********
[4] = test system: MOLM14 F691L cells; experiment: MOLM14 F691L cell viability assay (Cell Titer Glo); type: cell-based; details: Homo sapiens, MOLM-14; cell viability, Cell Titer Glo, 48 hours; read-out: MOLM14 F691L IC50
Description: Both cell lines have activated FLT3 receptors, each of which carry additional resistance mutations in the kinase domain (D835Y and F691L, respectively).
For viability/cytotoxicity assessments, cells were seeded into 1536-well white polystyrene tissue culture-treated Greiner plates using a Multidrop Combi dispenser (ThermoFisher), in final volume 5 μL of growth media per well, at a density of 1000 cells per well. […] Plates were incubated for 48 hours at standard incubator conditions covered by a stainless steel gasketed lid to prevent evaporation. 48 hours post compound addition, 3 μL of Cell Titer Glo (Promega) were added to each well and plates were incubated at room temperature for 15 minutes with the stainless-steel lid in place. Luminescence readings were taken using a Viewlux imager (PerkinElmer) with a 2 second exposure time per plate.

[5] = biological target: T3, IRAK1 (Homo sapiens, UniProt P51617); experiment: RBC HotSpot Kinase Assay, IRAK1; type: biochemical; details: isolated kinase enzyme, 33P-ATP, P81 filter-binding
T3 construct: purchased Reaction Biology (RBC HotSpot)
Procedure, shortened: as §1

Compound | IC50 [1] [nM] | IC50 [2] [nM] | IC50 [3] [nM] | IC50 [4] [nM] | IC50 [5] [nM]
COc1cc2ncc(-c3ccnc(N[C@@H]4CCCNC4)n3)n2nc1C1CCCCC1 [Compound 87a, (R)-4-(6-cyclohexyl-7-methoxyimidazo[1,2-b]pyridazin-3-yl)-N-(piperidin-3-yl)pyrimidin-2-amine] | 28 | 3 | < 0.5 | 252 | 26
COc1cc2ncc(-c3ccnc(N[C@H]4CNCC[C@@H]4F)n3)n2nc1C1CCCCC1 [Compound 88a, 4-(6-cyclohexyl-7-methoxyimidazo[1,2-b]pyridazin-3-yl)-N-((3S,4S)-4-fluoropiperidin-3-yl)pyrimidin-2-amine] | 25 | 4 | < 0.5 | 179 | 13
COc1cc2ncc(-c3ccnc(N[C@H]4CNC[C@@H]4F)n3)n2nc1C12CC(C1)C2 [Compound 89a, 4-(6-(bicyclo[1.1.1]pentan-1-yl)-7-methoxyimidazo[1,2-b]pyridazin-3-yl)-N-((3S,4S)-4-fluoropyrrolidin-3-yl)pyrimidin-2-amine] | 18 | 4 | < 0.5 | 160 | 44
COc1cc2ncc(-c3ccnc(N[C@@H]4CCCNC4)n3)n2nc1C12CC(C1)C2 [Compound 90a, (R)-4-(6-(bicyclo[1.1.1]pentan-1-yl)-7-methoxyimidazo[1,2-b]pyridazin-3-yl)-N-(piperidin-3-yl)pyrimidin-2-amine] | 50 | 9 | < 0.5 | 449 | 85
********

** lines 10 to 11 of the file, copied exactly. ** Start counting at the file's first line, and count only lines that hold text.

COc1cc2ncc(-c3ccnc(N[C@H]4CNC[C@@H]4F)n3)n2nc1C12CC(C1)C2 [Compound 89a, 4-(6-(bicyclo[1.1.1]pentan-1-yl)-7-methoxyimidazo[1,2-b]pyridazin-3-yl)-N-((3S,4S)-4-fluoropyrrolidin-3-yl)pyrimidin-2-amine] | 18 | 4 | < 0.5 | 160 | 44
COc1cc2ncc(-c3ccnc(N[C@@H]4CCCNC4)n3)n2nc1C12CC(C1)C2 [Compound 90a, (R)-4-(6-(bicyclo[1.1.1]pentan-1-yl)-7-methoxyimidazo[1,2-b]pyridazin-3-yl)-N-(piperidin-3-yl)pyrimidin-2-amine] | 50 | 9 | < 0.5 | 449 | 85